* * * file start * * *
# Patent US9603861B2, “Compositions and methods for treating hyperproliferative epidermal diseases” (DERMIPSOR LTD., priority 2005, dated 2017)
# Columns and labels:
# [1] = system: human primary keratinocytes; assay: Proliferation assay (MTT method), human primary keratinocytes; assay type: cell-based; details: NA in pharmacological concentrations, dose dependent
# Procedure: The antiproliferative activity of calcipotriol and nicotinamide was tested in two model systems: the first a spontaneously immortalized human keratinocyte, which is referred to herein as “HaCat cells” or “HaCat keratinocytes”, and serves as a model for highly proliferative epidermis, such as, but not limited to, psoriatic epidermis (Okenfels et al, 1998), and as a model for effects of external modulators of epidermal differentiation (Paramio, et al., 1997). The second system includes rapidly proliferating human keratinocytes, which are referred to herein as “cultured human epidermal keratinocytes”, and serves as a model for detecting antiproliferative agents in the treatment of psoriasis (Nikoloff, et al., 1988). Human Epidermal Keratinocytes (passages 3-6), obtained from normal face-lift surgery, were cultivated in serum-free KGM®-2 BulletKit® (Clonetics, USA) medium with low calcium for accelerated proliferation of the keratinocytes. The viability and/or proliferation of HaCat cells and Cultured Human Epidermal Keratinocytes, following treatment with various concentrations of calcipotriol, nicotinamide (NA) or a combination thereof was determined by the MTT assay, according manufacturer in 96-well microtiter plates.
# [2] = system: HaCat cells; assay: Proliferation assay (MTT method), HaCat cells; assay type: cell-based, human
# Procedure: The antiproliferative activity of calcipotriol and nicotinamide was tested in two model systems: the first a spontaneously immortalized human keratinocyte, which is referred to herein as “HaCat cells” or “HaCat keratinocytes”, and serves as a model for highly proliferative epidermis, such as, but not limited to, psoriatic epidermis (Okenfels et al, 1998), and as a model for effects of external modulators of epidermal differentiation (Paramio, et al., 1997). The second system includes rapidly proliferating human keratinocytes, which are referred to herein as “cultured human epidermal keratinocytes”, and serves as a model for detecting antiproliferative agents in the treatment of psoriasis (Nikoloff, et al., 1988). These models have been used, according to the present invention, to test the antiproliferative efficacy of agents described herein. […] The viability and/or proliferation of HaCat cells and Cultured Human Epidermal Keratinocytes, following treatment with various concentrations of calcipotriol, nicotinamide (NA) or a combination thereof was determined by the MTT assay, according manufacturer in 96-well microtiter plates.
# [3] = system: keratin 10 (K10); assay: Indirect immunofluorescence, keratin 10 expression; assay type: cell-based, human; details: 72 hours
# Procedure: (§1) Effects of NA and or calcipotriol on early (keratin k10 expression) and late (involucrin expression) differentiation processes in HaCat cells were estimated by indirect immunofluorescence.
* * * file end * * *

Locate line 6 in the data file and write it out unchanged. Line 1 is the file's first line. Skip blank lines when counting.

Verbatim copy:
# Procedure: The antiproliferative activity of calcipotriol and nicotinamide was tested in two model systems: the first a spontaneously immortalized human keratinocyte, which is referred to herein as “HaCat cells” or “HaCat keratinocytes”, and serves as a model for highly proliferative epidermis, such as, but not limited to, psoriatic epidermis (Okenfels et al, 1998), and as a model for effects of external modulators of epidermal differentiation (Paramio, et al., 1997). The second system includes rapidly proliferating human keratinocytes, which are referred to herein as “cultured human epidermal keratinocytes”, and serves as a model for detecting antiproliferative agents in the treatment of psoriasis (Nikoloff, et al., 1988). These models have been used, according to the present invention, to test the antiproliferative efficacy of agents described herein. […] The viability and/or proliferation of HaCat cells and Cultured Human Epidermal Keratinocytes, following treatment with various concentrations of calcipotriol, nicotinamide (NA) or a combination thereof was determined by the MTT assay, according manufacturer in 96-well microtiter plates.